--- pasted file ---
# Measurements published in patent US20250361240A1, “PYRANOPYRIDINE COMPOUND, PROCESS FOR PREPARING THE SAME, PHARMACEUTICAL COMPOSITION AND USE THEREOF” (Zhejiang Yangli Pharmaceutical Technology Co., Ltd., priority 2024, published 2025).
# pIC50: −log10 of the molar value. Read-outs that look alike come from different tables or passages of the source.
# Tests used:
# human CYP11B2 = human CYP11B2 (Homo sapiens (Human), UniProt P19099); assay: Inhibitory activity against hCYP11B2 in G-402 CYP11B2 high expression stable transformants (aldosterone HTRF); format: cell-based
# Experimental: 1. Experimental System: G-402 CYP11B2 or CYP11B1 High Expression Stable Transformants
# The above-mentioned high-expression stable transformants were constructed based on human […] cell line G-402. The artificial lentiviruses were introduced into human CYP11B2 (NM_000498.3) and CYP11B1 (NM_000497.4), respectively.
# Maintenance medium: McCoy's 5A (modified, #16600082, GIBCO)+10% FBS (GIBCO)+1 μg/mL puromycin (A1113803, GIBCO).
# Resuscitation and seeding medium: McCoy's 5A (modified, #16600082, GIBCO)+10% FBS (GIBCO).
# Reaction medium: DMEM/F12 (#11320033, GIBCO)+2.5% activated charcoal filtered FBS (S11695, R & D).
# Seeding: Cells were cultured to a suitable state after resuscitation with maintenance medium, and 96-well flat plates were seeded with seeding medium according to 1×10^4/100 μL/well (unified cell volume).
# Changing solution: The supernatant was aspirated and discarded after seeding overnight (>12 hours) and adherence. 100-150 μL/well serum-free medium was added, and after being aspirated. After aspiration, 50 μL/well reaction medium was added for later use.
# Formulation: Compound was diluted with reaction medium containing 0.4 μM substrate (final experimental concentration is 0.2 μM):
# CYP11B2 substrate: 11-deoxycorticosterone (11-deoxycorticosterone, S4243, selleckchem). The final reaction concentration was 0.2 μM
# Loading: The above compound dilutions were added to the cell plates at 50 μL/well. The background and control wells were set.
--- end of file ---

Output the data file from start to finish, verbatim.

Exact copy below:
# Measurements published in patent US20250361240A1, “PYRANOPYRIDINE COMPOUND, PROCESS FOR PREPARING THE SAME, PHARMACEUTICAL COMPOSITION AND USE THEREOF” (Zhejiang Yangli Pharmaceutical Technology Co., Ltd., priority 2024, published 2025).
# pIC50: −log10 of the molar value. Read-outs that look alike come from different tables or passages of the source.
# Tests used:
# human CYP11B2 = human CYP11B2 (Homo sapiens (Human), UniProt P19099); assay: Inhibitory activity against hCYP11B2 in G-402 CYP11B2 high expression stable transformants (aldosterone HTRF); format: cell-based
# Experimental: 1. Experimental System: G-402 CYP11B2 or CYP11B1 High Expression Stable Transformants
# The above-mentioned high-expression stable transformants were constructed based on human […] cell line G-402. The artificial lentiviruses were introduced into human CYP11B2 (NM_000498.3) and CYP11B1 (NM_000497.4), respectively.
# Maintenance medium: McCoy's 5A (modified, #16600082, GIBCO)+10% FBS (GIBCO)+1 μg/mL puromycin (A1113803, GIBCO).
# Resuscitation and seeding medium: McCoy's 5A (modified, #16600082, GIBCO)+10% FBS (GIBCO).
# Reaction medium: DMEM/F12 (#11320033, GIBCO)+2.5% activated charcoal filtered FBS (S11695, R & D).
# Seeding: Cells were cultured to a suitable state after resuscitation with maintenance medium, and 96-well flat plates were seeded with seeding medium according to 1×10^4/100 μL/well (unified cell volume).
# Changing solution: The supernatant was aspirated and discarded after seeding overnight (>12 hours) and adherence. 100-150 μL/well serum-free medium was added, and after being aspirated. After aspiration, 50 μL/well reaction medium was added for later use.
# Formulation: Compound was diluted with reaction medium containing 0.4 μM substrate (final experimental concentration is 0.2 μM):
# CYP11B2 substrate: 11-deoxycorticosterone (11-deoxycorticosterone, S4243, selleckchem). The final reaction concentration was 0.2 μM
# Loading: The above compound dilutions were added to the cell plates at 50 μL/well. The background and control wells were set.